Two capacitance-dividers each include a ferroelectric capacitor (FE0, FE1) for storing a non-volatile configuration state and both a driving terminal DL connected to the external signal generator and a measurement terminal connected to a second capacitor (C0, C1). This arrangement enables the volatile memory cell M1-M4 to measure the non-volatile configuration state of the ferroelectric capacitor. Measurement clearing switches (P0, P1) enable the external signal generator to force the voltage at the measurement terminals to ground and to connect the ferroelectric capacitors (FE0, FE1) to ground.
If the capacitance of the ferroelectric capacitor FEO in the "up" polarization is a first value C1up1 and is a second value C1down1 in the "down" polarization, and if the capacitance of the second ferroelectric capacitor FE1 in the "up" polarization is a third value C2up1 and is a fourth value C2down1 in the "down" polarization, and if the capacitance of the second capacitor C0 associated with the first ferroelectric capacitor FEO is a fifth value C1 and the capacitance of the second capacitor associated with the second ferroelectric capacitor FE1 is a sixth value C2, then the following relationships apply:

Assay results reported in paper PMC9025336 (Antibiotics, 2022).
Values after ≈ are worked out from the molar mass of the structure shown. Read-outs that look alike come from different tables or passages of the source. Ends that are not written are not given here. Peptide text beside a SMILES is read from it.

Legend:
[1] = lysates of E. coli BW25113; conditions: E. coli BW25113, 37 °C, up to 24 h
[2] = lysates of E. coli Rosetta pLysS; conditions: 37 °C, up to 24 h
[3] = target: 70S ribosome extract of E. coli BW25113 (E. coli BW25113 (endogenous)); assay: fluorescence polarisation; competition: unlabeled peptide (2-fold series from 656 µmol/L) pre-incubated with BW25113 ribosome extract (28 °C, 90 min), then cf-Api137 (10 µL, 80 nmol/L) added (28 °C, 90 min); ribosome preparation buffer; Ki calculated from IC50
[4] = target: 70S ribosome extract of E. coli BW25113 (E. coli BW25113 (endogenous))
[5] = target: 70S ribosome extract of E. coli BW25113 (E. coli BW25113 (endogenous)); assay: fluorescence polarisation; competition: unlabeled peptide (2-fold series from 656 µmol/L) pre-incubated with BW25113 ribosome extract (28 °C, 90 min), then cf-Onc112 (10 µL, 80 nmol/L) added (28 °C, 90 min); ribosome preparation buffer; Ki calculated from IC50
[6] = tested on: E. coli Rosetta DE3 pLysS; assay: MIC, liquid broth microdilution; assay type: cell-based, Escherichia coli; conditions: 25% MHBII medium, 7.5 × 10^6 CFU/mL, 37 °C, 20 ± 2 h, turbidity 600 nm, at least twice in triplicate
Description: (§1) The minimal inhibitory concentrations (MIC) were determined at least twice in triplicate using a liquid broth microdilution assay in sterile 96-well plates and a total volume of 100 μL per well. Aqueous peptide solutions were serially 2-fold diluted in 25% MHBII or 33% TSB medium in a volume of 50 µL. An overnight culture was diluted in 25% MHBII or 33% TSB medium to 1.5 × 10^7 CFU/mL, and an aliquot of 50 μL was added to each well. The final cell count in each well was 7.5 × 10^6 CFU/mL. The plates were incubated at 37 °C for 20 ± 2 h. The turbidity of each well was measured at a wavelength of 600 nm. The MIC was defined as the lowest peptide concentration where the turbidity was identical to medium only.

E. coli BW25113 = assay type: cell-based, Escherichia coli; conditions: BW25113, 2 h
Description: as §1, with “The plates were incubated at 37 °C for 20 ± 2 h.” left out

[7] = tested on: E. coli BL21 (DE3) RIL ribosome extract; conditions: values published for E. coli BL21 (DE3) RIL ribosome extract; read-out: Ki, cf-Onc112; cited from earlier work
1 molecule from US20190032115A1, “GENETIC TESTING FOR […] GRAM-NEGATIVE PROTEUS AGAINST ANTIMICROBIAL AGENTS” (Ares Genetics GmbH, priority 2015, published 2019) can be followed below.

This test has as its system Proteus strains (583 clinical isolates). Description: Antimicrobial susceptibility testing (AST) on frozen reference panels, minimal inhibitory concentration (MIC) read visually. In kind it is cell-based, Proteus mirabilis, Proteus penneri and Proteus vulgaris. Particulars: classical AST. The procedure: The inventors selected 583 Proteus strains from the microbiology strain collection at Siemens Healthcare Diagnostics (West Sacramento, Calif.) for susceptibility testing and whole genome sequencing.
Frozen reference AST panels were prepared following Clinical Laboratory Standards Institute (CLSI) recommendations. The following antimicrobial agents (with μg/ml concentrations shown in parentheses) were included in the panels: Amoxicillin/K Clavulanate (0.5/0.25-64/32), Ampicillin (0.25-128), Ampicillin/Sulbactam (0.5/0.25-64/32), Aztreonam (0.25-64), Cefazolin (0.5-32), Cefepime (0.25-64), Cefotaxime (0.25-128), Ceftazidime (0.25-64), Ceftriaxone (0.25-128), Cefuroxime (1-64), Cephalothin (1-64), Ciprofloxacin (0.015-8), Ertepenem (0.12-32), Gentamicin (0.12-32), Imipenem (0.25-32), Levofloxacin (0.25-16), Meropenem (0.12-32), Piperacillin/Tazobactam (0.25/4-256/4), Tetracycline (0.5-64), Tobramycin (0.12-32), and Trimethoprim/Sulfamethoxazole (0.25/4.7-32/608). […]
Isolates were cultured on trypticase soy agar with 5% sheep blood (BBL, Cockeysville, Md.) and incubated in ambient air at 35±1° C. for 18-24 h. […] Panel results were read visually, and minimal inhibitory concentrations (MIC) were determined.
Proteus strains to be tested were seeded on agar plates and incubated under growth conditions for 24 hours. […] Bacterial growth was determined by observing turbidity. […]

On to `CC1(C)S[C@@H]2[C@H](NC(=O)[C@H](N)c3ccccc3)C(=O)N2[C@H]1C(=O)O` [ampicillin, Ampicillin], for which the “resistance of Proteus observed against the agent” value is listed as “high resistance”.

Two substantially identical loading switches (P0, P1) enable the connected external generator to transfer the non-volatile configuration state stored in the capacitance dividers to the volatile memory cell 10 by connecting the capacitance divider's measurement terminal to one of the cell's data nodes.